Who Guards the Guardians?
November 1, 2017 | Patrick Michels
More than 53,000 people in Texas, and more than 1.5 million nationwide, live today under a court-ordered guardianship, with their basic rights—like deciding where they live, how they spend their money, and who they see—entrusted to someone else. It’s a tremendous power wielded by judges who must quickly untangle intra-family politics, and then monitor the guardianship for signs of neglect or abuse.
In practice it’s an impossible job, as I reported in a July 2016 story for the Texas Observer titled “Who Guards the Guardians?” The Texas Legislature gives courts nowhere near the funding necessary to track these cases, and only a few counties will make up the difference.
Rosamond Bradley struggled for years to regain her legal rights after her recovery from a mental health episode. Her letters to the Lubbock County judge who created her guardianship—an elected official without a law license—went unanswered for years; only with help from a team of advocates outside the county courthouse was Bradley able to have her rights restored. Her hand-written pleas to the judge, and the rare happy ending to her ordeal, is what led me to the story of Texas’ broken guardianship system.
Bradley’s case wasn’t simple: Her sons filed for a guardianship at a time when she did seem unable to make decisions for herself and when doctors recommended she be hospitalized. But after she recovered enough to live on her own again, she discovered there was nobody in the courthouse willing to help restore her legal rights. She was well enough to live independently, but the system remained a mystery to her and it took years to break free of the system.
Another case I learned about was more clear-cut: A man named Eric Watts saw a market in the growth of guardianships in Lubbock County and opened a business accepting court appointments as a private guardian. Watts became notorious around nursing homes in the Texas Panhandle for missing payments and generally neglecting the people in his care. After state regulators suspended Watts’s license, Lubbock judges had to reassign his cases and found only one other option in the rural county: Sarah Watts, Eric’s wife, who repeated her husband’s pattern of neglect for years until the state pulled her license, too.
While Lubbock’s problems with guardianship were especially dramatic, state court officials realized that they had no way of knowing whether the same horror stories were playing out in other counties unnoticed. I met with auditors who had just begun poring over guardianship files in county courthouses across the state; in one South Texas county, they discovered 90% of the guardianships were out of compliance with state law. Across the state, they found suspicious purchases; missing reports on an elderly person’s well-being; and letters to the court, like Bradley’s, that had been ignored.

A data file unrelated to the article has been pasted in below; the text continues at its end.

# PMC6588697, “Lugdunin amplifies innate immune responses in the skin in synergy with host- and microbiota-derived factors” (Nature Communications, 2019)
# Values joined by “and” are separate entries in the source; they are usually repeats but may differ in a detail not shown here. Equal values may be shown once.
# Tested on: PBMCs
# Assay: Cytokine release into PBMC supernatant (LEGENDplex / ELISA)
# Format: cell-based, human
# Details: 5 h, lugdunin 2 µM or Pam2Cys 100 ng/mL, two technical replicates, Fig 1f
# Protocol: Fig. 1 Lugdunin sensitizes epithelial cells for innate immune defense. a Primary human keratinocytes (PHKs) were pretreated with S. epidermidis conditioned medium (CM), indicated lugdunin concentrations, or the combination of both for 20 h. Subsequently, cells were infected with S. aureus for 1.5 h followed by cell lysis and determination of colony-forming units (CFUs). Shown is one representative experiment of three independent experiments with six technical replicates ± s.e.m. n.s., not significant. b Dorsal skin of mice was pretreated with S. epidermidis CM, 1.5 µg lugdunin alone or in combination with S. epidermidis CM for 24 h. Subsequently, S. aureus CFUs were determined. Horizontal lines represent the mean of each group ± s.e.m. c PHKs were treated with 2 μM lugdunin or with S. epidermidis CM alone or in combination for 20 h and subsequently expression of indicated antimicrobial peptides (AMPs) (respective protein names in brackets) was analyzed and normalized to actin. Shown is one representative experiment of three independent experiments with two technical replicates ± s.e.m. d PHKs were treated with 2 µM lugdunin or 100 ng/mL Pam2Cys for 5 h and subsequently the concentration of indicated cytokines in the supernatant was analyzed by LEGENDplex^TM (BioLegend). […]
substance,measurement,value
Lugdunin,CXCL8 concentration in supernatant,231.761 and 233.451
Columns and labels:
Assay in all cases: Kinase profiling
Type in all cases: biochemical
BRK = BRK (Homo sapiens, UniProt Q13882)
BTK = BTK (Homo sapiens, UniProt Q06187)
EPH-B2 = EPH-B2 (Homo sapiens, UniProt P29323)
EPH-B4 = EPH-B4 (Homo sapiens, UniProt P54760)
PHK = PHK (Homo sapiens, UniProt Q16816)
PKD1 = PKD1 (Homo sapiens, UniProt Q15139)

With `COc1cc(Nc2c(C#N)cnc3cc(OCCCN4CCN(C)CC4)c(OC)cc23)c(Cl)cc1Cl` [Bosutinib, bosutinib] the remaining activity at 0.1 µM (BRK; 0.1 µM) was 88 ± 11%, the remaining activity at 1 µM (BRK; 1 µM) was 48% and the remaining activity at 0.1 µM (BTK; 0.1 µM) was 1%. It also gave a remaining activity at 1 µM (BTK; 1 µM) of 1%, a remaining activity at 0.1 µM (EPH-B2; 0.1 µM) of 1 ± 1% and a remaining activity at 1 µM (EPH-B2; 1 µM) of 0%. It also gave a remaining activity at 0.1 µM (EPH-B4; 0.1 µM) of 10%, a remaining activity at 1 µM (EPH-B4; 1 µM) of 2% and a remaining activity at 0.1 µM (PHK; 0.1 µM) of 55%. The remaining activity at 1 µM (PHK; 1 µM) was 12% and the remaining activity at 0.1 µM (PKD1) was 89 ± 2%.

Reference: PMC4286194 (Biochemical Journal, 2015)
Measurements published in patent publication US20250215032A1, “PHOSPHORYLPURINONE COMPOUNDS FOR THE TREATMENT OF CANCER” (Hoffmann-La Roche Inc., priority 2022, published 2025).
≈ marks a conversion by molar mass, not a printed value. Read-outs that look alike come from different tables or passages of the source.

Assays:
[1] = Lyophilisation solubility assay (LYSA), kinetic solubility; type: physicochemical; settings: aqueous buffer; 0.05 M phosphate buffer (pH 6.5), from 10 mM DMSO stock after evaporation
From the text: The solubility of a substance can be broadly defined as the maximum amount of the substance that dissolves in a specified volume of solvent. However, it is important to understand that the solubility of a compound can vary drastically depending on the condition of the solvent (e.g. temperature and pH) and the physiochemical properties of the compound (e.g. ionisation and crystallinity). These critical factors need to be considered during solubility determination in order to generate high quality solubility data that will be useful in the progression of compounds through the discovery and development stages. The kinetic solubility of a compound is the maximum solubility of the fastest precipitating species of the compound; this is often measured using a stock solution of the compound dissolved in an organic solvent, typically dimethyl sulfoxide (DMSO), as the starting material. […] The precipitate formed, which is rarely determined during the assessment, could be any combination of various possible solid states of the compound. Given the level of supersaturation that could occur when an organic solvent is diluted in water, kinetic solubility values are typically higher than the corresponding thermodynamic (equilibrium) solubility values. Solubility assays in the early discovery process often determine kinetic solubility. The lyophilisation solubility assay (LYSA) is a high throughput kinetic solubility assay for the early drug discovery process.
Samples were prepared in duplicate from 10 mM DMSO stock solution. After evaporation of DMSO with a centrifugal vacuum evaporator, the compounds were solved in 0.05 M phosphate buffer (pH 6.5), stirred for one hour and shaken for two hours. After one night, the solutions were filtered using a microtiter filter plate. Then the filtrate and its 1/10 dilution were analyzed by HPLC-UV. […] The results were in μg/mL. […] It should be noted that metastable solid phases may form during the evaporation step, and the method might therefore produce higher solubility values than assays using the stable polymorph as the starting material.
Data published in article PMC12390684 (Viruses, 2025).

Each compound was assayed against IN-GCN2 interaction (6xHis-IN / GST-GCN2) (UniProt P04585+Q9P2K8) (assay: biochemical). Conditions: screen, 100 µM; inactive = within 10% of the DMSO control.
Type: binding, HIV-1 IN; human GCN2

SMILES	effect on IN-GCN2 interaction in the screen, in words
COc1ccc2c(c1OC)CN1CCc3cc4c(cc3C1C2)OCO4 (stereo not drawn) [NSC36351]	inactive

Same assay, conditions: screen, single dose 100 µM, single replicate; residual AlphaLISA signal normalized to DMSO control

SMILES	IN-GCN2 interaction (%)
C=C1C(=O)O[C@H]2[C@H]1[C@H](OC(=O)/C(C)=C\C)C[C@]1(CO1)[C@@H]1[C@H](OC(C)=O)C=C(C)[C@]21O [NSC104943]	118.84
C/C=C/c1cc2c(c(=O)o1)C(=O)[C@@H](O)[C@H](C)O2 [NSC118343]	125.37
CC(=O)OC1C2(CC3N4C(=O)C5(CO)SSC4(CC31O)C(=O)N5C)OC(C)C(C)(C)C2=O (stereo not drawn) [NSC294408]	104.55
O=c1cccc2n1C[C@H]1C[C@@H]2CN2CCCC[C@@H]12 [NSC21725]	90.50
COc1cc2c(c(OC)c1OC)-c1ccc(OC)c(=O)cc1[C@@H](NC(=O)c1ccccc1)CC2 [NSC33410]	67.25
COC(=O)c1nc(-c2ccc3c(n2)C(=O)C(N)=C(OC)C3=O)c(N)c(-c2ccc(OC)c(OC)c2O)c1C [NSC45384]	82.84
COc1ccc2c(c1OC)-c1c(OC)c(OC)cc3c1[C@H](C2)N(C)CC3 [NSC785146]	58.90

While our story focused on Texas, guardianship abuse is a nationwide problem. Lawyers like Terry Hammond, an El Paso-based attorney who took on Rosamond Bradley’s case, advocate for a nationwide solution: streamlining probate law to make guardianship practices more uniform across the country, so fewer people slip through the cracks. Hammond and other experts I spoke with agree that weak guardianship oversight will become a bigger problem everywhere as the baby boom generation ages. In Texas from 2011 to 2015, the number of guardianships increased 60% while courts were given no more resources to handle the extra work.
Some states have made guardianship reform a priority. Minnesota, for one, has designed a system to alert judges when guardians’ reports are late or incomplete—signals of potential abuse or neglect.
Texas lawmakers responded to the Observer’s story with outrage, pledging funding to expand the audit statewide and implement a version of the Minnesota program. Through this year’s legislative session, guardianship reform looked like a rare problem that Texas lawmakers were willing to concede could only be fixed with more money. Advocates for reform were shocked when Governor Greg Abbott vetoed the additional funding in June, calling the $5 million allocation “unnecessary bureaucracy and unnecessary spending.”
Just as the state seemed ready to grapple with the hidden risk to its most vulnerable citizens, Abbott’s veto cut the audit short. Until state officials are willing to restart the effort, there’s just one thing we’ll know for sure: Texans will keep aging and the state’s guardianship problem will continue to grow.
Patrick Michels, a former Observer staff writer, is a reporter at the Center for Investigative Reporting.